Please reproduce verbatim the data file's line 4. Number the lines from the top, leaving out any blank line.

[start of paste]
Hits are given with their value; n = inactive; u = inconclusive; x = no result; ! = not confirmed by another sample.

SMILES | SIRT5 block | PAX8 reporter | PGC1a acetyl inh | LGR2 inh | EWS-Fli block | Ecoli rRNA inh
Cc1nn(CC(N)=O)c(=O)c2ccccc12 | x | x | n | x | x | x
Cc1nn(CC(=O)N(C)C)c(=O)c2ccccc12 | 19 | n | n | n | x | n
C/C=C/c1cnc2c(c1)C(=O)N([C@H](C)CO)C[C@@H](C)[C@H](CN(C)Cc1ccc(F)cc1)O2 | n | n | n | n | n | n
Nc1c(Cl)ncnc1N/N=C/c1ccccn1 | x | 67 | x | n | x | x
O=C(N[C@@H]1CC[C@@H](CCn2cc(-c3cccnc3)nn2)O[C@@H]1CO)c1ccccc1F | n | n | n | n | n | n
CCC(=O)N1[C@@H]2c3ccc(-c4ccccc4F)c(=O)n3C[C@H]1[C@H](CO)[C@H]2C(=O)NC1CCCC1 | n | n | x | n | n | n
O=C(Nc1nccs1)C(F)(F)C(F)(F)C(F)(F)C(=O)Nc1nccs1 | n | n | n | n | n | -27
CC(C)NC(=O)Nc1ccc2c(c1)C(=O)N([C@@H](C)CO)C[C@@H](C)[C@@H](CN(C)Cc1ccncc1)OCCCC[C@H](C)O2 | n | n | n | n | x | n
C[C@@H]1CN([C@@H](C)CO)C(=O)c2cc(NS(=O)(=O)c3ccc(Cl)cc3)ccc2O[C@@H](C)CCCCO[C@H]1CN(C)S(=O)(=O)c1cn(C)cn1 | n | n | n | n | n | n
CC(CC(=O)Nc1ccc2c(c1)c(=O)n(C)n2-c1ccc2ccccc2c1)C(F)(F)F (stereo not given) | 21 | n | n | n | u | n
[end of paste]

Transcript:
Cc1nn(CC(=O)N(C)C)c(=O)c2ccccc12 | 19 | n | n | n | x | n